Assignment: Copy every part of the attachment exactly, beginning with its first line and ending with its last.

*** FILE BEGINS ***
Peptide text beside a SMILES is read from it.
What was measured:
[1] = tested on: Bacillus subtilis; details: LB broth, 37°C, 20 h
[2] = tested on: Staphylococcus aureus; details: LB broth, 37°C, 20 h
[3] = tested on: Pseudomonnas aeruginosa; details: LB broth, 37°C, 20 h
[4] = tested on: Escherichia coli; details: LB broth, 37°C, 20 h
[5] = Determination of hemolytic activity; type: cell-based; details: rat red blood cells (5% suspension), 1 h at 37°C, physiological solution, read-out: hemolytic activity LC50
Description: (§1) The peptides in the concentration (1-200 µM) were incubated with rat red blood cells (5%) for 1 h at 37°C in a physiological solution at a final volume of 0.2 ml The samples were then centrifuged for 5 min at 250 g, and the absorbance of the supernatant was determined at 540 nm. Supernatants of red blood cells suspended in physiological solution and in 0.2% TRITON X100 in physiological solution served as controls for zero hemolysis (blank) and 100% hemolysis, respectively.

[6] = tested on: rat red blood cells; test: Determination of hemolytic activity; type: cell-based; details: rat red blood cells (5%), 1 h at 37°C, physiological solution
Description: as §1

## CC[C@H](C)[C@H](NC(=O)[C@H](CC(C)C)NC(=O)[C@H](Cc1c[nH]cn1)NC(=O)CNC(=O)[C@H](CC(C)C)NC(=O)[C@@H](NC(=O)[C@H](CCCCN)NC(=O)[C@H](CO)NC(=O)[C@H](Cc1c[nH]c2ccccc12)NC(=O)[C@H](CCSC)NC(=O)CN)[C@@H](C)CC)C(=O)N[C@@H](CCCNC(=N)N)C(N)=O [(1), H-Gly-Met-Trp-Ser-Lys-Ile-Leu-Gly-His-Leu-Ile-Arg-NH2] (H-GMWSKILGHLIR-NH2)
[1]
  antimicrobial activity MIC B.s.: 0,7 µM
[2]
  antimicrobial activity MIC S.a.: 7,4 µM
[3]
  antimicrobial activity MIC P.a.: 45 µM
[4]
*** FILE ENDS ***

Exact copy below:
Peptide text beside a SMILES is read from it.
What was measured:
[1] = tested on: Bacillus subtilis; details: LB broth, 37°C, 20 h
[2] = tested on: Staphylococcus aureus; details: LB broth, 37°C, 20 h
[3] = tested on: Pseudomonnas aeruginosa; details: LB broth, 37°C, 20 h
[4] = tested on: Escherichia coli; details: LB broth, 37°C, 20 h
[5] = Determination of hemolytic activity; type: cell-based; details: rat red blood cells (5% suspension), 1 h at 37°C, physiological solution, read-out: hemolytic activity LC50
Description: (§1) The peptides in the concentration (1-200 µM) were incubated with rat red blood cells (5%) for 1 h at 37°C in a physiological solution at a final volume of 0.2 ml The samples were then centrifuged for 5 min at 250 g, and the absorbance of the supernatant was determined at 540 nm. Supernatants of red blood cells suspended in physiological solution and in 0.2% TRITON X100 in physiological solution served as controls for zero hemolysis (blank) and 100% hemolysis, respectively.

[6] = tested on: rat red blood cells; test: Determination of hemolytic activity; type: cell-based; details: rat red blood cells (5%), 1 h at 37°C, physiological solution
Description: as §1

## CC[C@H](C)[C@H](NC(=O)[C@H](CC(C)C)NC(=O)[C@H](Cc1c[nH]cn1)NC(=O)CNC(=O)[C@H](CC(C)C)NC(=O)[C@@H](NC(=O)[C@H](CCCCN)NC(=O)[C@H](CO)NC(=O)[C@H](Cc1c[nH]c2ccccc12)NC(=O)[C@H](CCSC)NC(=O)CN)[C@@H](C)CC)C(=O)N[C@@H](CCCNC(=N)N)C(N)=O [(1), H-Gly-Met-Trp-Ser-Lys-Ile-Leu-Gly-His-Leu-Ile-Arg-NH2] (H-GMWSKILGHLIR-NH2)
[1]
  antimicrobial activity MIC B.s.: 0,7 µM
[2]
  antimicrobial activity MIC S.a.: 7,4 µM
[3]
  antimicrobial activity MIC P.a.: 45 µM
[4]